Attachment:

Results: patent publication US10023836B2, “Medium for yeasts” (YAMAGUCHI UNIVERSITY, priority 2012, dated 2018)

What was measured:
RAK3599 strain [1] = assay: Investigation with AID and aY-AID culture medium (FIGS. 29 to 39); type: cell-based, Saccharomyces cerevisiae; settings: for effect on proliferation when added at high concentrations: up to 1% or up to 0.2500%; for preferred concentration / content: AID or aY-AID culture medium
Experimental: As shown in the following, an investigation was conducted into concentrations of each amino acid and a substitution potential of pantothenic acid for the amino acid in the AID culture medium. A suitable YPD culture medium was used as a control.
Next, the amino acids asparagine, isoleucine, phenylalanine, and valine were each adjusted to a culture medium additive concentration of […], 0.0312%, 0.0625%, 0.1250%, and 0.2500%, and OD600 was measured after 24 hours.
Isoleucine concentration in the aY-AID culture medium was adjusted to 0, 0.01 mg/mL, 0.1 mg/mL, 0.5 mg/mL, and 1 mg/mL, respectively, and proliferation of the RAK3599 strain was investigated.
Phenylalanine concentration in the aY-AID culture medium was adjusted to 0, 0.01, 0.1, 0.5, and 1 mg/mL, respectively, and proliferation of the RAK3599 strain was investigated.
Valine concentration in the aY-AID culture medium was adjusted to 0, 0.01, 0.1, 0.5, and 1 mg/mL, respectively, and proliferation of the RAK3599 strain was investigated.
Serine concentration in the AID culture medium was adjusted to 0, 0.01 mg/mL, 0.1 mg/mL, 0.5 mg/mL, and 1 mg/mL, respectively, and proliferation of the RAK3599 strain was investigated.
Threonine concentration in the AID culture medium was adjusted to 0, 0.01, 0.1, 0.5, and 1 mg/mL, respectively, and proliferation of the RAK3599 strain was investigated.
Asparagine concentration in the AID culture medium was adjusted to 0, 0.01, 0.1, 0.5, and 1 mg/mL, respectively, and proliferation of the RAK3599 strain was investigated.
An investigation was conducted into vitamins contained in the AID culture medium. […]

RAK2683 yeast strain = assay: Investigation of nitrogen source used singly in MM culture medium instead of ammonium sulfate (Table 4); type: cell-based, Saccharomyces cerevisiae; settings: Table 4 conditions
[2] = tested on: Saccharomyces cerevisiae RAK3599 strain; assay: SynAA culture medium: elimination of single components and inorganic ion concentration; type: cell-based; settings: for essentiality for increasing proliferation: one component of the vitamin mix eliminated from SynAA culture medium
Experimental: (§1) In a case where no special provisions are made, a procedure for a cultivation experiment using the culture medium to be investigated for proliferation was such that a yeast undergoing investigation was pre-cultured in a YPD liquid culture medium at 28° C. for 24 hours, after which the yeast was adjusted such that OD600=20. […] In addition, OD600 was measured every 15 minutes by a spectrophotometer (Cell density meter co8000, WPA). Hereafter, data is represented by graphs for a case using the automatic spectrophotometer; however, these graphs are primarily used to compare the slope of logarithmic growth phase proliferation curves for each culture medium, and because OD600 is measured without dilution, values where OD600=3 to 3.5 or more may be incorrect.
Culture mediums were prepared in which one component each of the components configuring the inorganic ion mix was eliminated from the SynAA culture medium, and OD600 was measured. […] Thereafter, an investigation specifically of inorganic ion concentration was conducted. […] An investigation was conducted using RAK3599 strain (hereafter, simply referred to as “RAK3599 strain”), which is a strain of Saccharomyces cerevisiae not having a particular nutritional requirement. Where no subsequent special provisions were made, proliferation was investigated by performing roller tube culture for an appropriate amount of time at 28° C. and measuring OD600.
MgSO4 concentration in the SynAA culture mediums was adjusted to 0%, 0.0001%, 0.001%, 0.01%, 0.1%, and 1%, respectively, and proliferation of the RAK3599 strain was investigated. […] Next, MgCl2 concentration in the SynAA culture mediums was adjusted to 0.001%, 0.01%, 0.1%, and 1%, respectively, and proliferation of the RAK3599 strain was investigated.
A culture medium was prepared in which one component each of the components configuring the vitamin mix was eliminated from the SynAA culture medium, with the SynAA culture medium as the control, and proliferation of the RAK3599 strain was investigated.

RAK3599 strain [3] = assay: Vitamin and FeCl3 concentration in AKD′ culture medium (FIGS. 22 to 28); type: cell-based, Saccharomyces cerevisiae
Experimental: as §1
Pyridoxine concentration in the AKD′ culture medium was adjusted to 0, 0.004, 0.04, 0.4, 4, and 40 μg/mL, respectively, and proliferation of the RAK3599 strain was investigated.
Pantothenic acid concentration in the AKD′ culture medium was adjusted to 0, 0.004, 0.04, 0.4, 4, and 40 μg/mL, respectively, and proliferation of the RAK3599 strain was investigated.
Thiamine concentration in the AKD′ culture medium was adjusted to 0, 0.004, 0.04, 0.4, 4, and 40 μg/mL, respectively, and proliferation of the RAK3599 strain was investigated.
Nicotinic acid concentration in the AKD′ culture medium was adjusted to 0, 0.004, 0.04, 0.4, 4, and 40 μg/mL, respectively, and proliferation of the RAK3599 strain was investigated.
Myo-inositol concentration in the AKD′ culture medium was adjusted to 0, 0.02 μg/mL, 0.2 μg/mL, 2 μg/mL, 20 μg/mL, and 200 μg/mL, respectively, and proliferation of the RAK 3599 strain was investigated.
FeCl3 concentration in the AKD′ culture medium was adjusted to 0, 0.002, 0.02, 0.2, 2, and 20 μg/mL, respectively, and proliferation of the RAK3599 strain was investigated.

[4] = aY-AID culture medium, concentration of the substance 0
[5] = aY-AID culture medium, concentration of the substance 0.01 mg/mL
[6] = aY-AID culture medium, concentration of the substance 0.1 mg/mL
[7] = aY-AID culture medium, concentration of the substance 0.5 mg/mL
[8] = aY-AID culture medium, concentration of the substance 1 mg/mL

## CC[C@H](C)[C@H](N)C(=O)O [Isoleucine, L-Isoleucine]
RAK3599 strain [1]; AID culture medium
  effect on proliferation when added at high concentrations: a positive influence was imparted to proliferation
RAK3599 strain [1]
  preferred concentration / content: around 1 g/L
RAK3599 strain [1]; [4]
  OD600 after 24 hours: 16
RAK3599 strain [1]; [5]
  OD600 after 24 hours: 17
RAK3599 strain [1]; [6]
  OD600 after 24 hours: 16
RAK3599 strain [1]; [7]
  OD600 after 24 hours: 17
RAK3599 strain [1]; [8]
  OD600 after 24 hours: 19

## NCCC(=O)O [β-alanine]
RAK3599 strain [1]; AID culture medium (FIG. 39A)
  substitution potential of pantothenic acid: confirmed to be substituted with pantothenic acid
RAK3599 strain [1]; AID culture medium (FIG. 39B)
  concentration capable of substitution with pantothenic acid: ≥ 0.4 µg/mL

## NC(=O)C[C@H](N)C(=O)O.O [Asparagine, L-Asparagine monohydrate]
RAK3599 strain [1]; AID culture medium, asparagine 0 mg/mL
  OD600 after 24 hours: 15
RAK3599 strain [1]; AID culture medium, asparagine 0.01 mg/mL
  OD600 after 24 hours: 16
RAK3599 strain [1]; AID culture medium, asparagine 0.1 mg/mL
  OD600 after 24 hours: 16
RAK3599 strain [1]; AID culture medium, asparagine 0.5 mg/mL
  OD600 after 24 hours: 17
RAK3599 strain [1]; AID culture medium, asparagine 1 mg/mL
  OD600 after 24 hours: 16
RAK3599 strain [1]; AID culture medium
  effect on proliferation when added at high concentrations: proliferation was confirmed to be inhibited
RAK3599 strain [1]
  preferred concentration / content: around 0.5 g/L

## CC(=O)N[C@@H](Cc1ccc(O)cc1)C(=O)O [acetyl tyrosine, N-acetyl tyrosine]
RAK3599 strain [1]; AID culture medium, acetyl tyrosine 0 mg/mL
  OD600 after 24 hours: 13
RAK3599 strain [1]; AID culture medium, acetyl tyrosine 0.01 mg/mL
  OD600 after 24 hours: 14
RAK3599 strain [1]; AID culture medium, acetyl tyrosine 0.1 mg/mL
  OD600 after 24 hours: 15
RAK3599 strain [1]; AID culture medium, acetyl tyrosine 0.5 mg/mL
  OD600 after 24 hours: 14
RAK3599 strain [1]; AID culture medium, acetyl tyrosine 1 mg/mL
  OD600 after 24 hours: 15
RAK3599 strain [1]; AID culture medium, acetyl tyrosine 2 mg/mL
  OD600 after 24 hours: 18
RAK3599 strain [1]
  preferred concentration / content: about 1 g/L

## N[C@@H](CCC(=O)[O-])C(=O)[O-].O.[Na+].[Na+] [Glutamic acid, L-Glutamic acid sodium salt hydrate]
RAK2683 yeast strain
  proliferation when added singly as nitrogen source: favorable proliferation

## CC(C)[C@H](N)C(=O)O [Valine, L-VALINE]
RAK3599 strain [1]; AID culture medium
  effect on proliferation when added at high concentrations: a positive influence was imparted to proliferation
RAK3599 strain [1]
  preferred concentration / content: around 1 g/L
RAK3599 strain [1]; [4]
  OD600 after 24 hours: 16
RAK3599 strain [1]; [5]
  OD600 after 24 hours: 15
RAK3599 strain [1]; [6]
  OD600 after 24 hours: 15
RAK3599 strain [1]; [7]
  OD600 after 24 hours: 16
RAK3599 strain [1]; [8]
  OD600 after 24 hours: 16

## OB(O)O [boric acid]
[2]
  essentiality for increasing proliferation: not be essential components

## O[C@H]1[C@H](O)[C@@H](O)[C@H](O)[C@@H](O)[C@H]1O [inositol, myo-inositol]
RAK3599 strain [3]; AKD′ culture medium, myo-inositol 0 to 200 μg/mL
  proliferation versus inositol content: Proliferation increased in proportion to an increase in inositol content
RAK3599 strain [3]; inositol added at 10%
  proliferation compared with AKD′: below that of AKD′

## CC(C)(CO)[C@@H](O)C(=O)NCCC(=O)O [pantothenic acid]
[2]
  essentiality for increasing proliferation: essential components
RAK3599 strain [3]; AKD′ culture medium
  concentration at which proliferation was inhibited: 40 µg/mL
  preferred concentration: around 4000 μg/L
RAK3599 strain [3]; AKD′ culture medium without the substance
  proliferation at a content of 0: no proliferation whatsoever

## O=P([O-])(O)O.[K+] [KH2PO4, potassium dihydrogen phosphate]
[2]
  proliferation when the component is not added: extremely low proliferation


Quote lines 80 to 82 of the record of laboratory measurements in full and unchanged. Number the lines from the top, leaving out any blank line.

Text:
RAK3599 strain [1]
  preferred concentration / content: about 1 g/L

## N[C@@H](CCC(=O)[O-])C(=O)[O-].O.[Na+].[Na+] [Glutamic acid, L-Glutamic acid sodium salt hydrate]